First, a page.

First baby beaver born on Exmoor in 400 years

August 7, 2021
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The first baby beaver born on Exmoor for 400 years has been captured on camera, the National Trust has said.

The baby, known as a kit, was spotted at the charity’s Holnicote Estate in Somerset, where the animals were reintroduced in 2020.

The once-native mammals are able to restore wetland habitats but were hunted to extinction for their fur, glands and meat in the 16th century.

A ranger from the estate said the new family of beavers were “thriving”.

The footage shows the beavers have successfully bred, with images from a static camera revealing the six-week-old kit swimming with its mother back to the family lodge, while she stops to nibble a branch.

Holnicote Estate ranger Jack Siviter said he was “pleased” to see the first-time beaver mum with the new baby.

“We first had an inkling that our pair of beavers had mated successfully when the male started being a lot more active building and dragging wood and vegetation around the site in late spring,” he said.

The mum was spotted again after a few weeks showing signs that she had given birth.

“We are particularly pleased for our female, nicknamed Grylls due to her survival instincts, as she didn’t have the easiest start to life, being orphaned at an early age,” he added.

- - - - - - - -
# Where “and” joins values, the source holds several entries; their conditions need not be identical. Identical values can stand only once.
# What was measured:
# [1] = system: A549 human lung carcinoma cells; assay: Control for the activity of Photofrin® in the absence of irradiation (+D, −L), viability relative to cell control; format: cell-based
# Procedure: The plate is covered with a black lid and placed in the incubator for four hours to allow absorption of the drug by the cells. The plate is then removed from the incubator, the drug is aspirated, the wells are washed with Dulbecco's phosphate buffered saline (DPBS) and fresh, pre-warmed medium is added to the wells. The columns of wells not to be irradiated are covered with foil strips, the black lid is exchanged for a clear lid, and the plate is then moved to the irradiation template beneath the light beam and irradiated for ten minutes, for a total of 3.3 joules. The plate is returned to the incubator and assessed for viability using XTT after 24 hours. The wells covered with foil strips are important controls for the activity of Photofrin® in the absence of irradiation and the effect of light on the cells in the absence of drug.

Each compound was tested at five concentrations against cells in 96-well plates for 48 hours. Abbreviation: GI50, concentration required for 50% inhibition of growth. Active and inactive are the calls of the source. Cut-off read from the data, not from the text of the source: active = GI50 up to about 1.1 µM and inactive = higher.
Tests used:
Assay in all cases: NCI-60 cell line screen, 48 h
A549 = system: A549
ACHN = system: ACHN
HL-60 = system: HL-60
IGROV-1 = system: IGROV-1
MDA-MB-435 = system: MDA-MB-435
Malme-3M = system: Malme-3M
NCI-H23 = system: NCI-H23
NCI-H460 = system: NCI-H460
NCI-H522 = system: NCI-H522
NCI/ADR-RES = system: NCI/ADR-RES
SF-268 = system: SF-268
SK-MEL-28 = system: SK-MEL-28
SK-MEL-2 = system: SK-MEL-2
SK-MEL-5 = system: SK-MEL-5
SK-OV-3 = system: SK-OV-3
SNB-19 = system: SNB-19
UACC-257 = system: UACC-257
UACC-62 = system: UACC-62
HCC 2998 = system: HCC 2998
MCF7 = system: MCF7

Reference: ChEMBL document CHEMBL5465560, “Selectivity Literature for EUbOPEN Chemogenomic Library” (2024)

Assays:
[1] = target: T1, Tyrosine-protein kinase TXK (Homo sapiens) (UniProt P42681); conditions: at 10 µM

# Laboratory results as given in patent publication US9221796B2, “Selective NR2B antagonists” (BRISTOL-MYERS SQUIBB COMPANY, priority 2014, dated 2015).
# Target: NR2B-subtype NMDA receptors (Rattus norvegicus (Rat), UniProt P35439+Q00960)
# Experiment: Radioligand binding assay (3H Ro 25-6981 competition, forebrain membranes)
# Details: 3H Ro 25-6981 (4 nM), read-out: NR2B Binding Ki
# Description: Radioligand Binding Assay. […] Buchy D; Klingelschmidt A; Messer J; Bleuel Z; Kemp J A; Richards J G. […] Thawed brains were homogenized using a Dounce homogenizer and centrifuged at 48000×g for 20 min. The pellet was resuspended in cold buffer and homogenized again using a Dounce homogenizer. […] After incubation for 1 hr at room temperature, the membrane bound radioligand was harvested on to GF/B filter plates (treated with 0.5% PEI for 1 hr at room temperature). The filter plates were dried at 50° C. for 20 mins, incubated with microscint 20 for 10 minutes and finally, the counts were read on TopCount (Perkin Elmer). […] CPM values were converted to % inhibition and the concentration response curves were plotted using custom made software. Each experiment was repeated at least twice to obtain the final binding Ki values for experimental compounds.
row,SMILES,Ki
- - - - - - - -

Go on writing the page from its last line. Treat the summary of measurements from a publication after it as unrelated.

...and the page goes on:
Beavers are seen as nature engineers who restore wetland habitats through dam-building and felling trees, slowing, storing and filtering water in the landscape, which attracts other wildlife and reduces flooding downstream.

‘Helping natural processes’
The trust said the 2.7 hectare (6.7 acre) enclosure the beavers were released into has since been transformed from unmanaged woodland to a more open wetland, attracting more wildlife, in just 18 months.

National Trust project manager at Holnicote Ben Eardley said: “The beavers are doing a lot of what we want to see in terms of conservation and land management.

“They are letting the light and the water into the site, helping natural processes and providing opportunities for a host of other wildlife.”

A consultation on the approach to beavers in England and managing them in the wild is expected to take place this summer.

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